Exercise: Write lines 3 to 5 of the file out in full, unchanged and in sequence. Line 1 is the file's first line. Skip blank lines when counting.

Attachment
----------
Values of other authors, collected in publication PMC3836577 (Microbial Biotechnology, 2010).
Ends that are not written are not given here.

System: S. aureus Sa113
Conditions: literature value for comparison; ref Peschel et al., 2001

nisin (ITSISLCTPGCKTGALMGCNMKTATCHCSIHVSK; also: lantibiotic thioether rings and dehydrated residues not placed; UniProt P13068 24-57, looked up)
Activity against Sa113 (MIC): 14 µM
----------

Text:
System: S. aureus Sa113
Conditions: literature value for comparison; ref Peschel et al., 2001

nisin (ITSISLCTPGCKTGALMGCNMKTATCHCSIHVSK; also: lantibiotic thioether rings and dehydrated residues not placed; UniProt P13068 24-57, looked up)